Pro-abortionists have claimed that DIY abortions should continue following the COVID-19 crisis, despite risks to both women and the unborn.
As part of its coronavirus measures, the Government changed the law to permit women up to ten weeks pregnant to take abortion pills at home after a telephone or e-consultation with a doctor. It said the change was only “temporary”, remaining in place for two years or until the COVID-19 crisis recedes.
But now researchers have published a paper calling for the changes to be made permanent.
Elizabeth Chloe Romanis, a PhD candidate at the University of Manchester, claimed that “remote abortion care has consistently been shown to be safe” and Jordan Parsons of Bristol University called abortion “essential healthcare”.
However, during lockdown, an unborn baby died after a mother illegally took home abortion pills while 28 weeks pregnant. The mother was four weeks beyond the 24-week limit for most abortions in the UK.
Commercial abortionists the British Pregnancy Advisory Service, which runs the home abortion service, admitted it was looking into the cases of eight other women who have taken the pills past the new ten-week limit.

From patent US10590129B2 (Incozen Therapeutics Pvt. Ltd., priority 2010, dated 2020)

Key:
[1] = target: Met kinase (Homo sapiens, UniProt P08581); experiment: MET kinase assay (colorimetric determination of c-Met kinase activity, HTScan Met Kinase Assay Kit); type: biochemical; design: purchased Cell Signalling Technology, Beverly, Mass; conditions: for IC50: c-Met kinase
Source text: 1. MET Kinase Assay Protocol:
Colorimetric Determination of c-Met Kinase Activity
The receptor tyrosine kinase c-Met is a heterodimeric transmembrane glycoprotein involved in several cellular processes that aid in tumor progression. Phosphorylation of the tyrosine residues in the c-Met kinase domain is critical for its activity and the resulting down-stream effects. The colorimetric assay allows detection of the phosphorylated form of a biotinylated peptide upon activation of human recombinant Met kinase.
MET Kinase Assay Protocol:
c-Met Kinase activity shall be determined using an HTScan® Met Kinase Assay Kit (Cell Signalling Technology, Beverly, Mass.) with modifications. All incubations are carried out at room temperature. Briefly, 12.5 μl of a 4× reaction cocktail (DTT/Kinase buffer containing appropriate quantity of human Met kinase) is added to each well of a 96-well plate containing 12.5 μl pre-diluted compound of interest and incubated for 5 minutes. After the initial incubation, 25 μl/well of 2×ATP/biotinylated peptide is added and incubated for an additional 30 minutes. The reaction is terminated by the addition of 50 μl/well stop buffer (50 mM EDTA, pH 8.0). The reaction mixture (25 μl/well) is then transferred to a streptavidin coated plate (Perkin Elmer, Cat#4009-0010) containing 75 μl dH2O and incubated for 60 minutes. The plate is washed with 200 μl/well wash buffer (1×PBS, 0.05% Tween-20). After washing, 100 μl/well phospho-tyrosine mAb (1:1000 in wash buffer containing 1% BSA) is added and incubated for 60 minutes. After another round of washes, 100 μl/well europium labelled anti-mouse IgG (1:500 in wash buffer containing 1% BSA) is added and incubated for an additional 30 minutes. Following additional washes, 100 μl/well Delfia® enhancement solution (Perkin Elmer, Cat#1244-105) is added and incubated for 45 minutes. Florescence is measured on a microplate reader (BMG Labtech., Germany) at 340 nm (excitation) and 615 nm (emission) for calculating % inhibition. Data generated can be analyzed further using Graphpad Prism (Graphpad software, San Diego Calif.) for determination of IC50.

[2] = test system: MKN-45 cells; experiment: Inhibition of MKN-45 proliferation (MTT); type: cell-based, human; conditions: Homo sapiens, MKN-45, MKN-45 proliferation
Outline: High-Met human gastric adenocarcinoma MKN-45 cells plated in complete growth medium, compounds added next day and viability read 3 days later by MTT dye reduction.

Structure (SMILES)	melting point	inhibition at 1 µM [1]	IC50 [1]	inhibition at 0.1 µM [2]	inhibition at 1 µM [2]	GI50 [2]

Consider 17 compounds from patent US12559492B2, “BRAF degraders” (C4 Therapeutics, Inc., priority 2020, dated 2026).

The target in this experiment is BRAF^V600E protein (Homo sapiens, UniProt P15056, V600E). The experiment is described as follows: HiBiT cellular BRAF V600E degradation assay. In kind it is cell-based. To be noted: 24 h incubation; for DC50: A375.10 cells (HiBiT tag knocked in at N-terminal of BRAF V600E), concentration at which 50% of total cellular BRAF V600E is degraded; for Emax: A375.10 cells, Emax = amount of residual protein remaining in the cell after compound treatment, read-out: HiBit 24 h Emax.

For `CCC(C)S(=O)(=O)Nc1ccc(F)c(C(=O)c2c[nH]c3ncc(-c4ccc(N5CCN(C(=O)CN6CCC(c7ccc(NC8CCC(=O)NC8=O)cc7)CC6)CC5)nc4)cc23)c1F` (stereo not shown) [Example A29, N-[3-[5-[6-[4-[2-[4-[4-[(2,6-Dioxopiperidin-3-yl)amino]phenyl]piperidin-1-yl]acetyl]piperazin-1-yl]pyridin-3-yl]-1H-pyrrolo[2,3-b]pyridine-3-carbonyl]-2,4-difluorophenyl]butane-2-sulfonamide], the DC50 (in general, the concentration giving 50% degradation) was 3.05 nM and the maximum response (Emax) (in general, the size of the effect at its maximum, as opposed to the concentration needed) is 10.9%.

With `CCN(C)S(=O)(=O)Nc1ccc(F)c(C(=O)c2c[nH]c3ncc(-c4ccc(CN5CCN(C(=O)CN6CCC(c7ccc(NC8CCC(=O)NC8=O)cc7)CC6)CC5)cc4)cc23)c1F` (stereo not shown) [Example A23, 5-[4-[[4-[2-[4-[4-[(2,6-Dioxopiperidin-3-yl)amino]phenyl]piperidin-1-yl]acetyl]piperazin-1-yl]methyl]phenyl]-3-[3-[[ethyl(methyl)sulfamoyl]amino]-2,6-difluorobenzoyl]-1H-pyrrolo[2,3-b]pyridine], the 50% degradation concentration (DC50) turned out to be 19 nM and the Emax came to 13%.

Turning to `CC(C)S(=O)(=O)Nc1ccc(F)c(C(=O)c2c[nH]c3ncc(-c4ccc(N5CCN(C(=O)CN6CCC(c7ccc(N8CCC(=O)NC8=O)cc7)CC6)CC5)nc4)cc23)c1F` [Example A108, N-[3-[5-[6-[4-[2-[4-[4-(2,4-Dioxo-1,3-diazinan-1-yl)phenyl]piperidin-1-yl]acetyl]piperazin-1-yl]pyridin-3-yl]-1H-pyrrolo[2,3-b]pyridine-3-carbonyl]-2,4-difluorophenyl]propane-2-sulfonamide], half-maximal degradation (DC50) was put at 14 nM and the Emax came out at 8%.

Ciarán Kelly, The Christian Institute’s Deputy Director for Communications, said: “Dispensing these drugs is highly dangerous and places women as well the unborn at serious risk of harm”.
Earlier this week, the Court of Appeal granted a judicial review challenging the current law permitting home abortions.
Lawyers for Christian Concern appealed a previous High Court ruling, arguing that only Parliament has the authority to change the law on where abortions can take place and that it cannot be changed via Government guidance.
They submitted expert evidence from Dr Gregory Gardner who said that allowing home abortions risks harm to the physical and mental heath of women, and also increases risk of coerced abortions.